Cynthia has a passion for teaching and working with school leaders and teachers as they address issues of equity in schools. As the Assistant Director of NIUSI-LeadScape, she works closely with principals and teachers to engage in professional learning that leads to making schools inclusive of all students. Cynthia worked as a teacher in elementary and middle schools in Phoenix for thirteen years before deciding to continue her learning at Arizona State University. She is currently pursuing a PhD in Educational Leadership and Policy.
Recently, I’ve taken on new endeavors that have opened my eyes to things I haven’t noticed before…namely the power and privilege that is associated with being a white person and the marginalization I sometimes experience as a lesbian. I grew up as a relatively privileged person and I still am in many ways. I come from a middle class home, with both parents as career professionals who possess graduate degrees. Thinking back on my childhood, I can’t even remember a time that I felt marginalized. Even as a tomboy who would rather play touch-football than have to even LOOK at Barbies, I rarely felt like I didn’t fit in. Maybe I was just oblivious, but this indicates to me that privilege was certainly present in my life. You don’t think about privilege when you have it, only when you don’t.
I was recently participating in a meeting at the Equity Alliance where, as a stress reliever, we broke out into song. As you may know, our work focuses on issues of equity and inclusiveness within schools. We often have very frank conversations about racism, sexism, and ableism…all the “isms” that impact how schools do the work of teaching children. Someone (who will remain nameless) began singing “Ebony and Ivory,” by Stevie Wonder and Paul McCartney.
It’s a timeless song. Soon enough, we were all swaying and singing in the conference room. Another colleague actually came in to check on us to make sure we hadn’t completely lost our minds.
You know how a song sometimes gets stuck in your head? You walk around singing it for days, you find yourself humming it while doing dishes, and you think about it while wrestling with issues related to your own privilege? You know how THAT happens? Well, that happens to me. Let’s take a look at the first verse of this song…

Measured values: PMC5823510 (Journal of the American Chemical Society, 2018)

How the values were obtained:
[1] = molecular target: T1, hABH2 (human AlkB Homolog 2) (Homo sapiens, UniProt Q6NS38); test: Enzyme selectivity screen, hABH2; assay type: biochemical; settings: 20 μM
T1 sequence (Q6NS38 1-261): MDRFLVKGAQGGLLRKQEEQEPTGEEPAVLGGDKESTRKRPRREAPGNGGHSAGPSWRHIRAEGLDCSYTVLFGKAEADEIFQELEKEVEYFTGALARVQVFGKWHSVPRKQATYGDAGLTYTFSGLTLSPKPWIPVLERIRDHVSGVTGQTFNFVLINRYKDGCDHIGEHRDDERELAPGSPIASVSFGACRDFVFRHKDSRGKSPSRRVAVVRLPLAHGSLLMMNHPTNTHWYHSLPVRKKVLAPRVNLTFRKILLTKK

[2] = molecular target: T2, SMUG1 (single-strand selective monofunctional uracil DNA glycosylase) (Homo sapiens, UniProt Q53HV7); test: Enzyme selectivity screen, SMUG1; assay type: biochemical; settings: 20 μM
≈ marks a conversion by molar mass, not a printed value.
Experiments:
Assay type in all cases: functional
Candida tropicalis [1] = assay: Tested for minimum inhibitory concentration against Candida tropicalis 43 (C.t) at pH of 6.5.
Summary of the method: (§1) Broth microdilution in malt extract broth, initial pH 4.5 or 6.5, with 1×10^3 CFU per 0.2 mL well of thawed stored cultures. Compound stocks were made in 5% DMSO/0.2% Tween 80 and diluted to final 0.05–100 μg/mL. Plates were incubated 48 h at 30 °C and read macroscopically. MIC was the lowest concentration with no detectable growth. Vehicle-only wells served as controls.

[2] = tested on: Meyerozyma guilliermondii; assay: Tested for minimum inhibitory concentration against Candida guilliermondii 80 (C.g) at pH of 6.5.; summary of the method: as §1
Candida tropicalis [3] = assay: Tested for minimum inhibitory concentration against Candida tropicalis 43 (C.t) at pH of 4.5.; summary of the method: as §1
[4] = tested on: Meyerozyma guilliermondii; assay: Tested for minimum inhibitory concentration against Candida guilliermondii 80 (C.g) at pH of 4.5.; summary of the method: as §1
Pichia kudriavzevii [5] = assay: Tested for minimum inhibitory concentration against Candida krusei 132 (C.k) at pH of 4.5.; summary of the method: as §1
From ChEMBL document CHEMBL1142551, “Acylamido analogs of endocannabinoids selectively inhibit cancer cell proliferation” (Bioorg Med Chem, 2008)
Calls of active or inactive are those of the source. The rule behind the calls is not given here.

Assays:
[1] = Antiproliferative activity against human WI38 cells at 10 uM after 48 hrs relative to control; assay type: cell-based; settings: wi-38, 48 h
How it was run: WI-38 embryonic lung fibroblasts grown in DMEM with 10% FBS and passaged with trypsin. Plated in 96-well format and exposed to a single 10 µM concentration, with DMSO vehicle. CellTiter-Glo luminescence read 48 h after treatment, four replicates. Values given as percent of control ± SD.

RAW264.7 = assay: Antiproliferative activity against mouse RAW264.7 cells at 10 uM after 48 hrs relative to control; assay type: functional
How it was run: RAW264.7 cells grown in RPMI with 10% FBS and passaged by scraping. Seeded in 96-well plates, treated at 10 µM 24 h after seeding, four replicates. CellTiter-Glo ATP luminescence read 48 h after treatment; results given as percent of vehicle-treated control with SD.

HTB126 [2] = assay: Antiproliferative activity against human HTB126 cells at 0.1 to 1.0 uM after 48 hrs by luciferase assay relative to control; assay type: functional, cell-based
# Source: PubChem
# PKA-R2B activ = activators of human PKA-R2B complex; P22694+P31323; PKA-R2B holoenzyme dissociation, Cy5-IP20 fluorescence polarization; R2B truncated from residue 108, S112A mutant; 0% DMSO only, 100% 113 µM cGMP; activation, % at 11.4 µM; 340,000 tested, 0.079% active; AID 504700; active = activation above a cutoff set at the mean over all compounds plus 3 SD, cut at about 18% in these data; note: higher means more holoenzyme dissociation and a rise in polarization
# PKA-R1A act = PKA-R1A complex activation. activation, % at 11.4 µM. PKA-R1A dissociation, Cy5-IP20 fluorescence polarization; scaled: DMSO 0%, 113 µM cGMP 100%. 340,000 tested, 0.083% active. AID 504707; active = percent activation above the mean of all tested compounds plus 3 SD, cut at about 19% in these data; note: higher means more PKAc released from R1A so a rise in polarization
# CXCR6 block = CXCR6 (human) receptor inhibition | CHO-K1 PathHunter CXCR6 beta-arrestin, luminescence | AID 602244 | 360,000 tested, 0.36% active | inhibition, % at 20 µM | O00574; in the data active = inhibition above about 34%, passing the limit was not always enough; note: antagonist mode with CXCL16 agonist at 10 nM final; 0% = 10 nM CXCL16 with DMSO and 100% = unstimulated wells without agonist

Ebony and ivory live together in perfect harmony — Side by side on my piano keyboard, oh lord, why don’t we? We all know that people are the same wherever we go — There is good and bad in everyone — We learn to live — we learn to give each other what we need to survive — together alive.
I know what Stevie and Paul were aiming for…they wanted to put out a feel good song about harmony and love. But, I’m caught up on the third line of the verse, “We all know…that people are the same wherever we go.” I’m stuck on this lyric as I think about my own understanding of privilege and what it means in my life. I mean, Stevie and Paul are totally right. Where do I ever go that people aren’t the same? Wherever I go, people tend to look, act, sound, and pretty much even think the same way I do. I grew up in a predominantly white, middle-class neighborhood, went to school with mostly white, middle-class kids, and went to college with mostly white, middle-class young adults. The word “diversity” was something outside of me. It had nothing to do with my experience…it centered on others. This is why privilege was invisible to me as a child and as a young adult. I could believe that I was getting by and achieving success on my own merit because there were relatively few times that I didn’t experience privilege.
As I work toward a deeper understanding of the ways power and privilege are at play in my life, I can’t help but notice that it’s literally everywhere. This new perspective has literally changed the way I view my surroundings. I’m starting to see elements of my own privilege…the way the guy working behind the counter at the deli talked to me before talking to the young Hispanic mother next to me. The way I must constantly be aware of the assumptions I’m making about interactions with people in every facet of my life. Investigating my own privilege is imperative because it impacts my effectiveness in doing equity work, something that I believe I am called to do. I cannot pretend to have an understanding. I cannot fool people into thinking that I “get it”. And it is all the more important for me, as a white woman who works for equity within schools, to engage in this reflection. At the same time, it’s not easy to understand something that, for so long, has been invisible to me. The way this happens is through conversation with people who aren’t like me. My life has changed as I’ve become an adult. People aren’t all the same wherever I go. And there is nothing that teaches me more about privilege than having honest conversations about experiences, beliefs, values, and life stories with people from all walks of life, particularly walks of life different from my own.
For me, these conversations sometimes happen naturally and other times are more “planned.” How do you go about engaging in these conversations? In what ways do you seek to deepen your understanding of the experiences of people who aren’t like you? In what ways do you engage in deep introspection on your own experiences? Understanding privilege means learning not only about people who are different from ourselves, but also becoming self-aware at a very deep level.